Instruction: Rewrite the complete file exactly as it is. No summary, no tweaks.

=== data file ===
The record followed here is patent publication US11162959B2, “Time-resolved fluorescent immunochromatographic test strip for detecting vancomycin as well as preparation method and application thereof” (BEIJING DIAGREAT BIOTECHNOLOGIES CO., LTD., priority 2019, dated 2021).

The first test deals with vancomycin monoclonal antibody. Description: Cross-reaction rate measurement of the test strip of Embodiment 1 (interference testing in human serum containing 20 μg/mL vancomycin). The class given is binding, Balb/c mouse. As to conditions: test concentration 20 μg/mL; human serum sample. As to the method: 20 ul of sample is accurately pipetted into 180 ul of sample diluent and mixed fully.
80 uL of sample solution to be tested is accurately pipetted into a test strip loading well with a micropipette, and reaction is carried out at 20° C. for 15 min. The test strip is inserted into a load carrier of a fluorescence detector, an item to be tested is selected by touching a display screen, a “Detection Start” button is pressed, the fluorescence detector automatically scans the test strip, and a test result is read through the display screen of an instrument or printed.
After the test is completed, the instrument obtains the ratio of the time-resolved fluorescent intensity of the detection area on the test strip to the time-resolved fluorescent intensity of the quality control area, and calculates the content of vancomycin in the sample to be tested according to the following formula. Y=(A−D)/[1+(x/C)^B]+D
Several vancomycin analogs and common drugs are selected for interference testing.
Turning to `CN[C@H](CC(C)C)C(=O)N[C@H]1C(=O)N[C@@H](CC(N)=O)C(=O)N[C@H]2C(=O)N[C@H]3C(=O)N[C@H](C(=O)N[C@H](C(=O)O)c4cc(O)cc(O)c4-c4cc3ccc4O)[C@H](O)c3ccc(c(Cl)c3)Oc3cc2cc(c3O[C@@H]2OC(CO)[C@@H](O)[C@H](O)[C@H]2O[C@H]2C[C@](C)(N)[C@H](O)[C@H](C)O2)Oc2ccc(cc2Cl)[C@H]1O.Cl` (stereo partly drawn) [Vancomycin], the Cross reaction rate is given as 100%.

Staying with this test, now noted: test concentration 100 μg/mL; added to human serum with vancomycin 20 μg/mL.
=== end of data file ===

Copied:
The record followed here is patent publication US11162959B2, “Time-resolved fluorescent immunochromatographic test strip for detecting vancomycin as well as preparation method and application thereof” (BEIJING DIAGREAT BIOTECHNOLOGIES CO., LTD., priority 2019, dated 2021).

The first test deals with vancomycin monoclonal antibody. Description: Cross-reaction rate measurement of the test strip of Embodiment 1 (interference testing in human serum containing 20 μg/mL vancomycin). The class given is binding, Balb/c mouse. As to conditions: test concentration 20 μg/mL; human serum sample. As to the method: 20 ul of sample is accurately pipetted into 180 ul of sample diluent and mixed fully.
80 uL of sample solution to be tested is accurately pipetted into a test strip loading well with a micropipette, and reaction is carried out at 20° C. for 15 min. The test strip is inserted into a load carrier of a fluorescence detector, an item to be tested is selected by touching a display screen, a “Detection Start” button is pressed, the fluorescence detector automatically scans the test strip, and a test result is read through the display screen of an instrument or printed.
After the test is completed, the instrument obtains the ratio of the time-resolved fluorescent intensity of the detection area on the test strip to the time-resolved fluorescent intensity of the quality control area, and calculates the content of vancomycin in the sample to be tested according to the following formula. Y=(A−D)/[1+(x/C)^B]+D
Several vancomycin analogs and common drugs are selected for interference testing.
Turning to `CN[C@H](CC(C)C)C(=O)N[C@H]1C(=O)N[C@@H](CC(N)=O)C(=O)N[C@H]2C(=O)N[C@H]3C(=O)N[C@H](C(=O)N[C@H](C(=O)O)c4cc(O)cc(O)c4-c4cc3ccc4O)[C@H](O)c3ccc(c(Cl)c3)Oc3cc2cc(c3O[C@@H]2OC(CO)[C@@H](O)[C@H](O)[C@H]2O[C@H]2C[C@](C)(N)[C@H](O)[C@H](C)O2)Oc2ccc(cc2Cl)[C@H]1O.Cl` (stereo partly drawn) [Vancomycin], the Cross reaction rate is given as 100%.

Staying with this test, now noted: test concentration 100 μg/mL; added to human serum with vancomycin 20 μg/mL.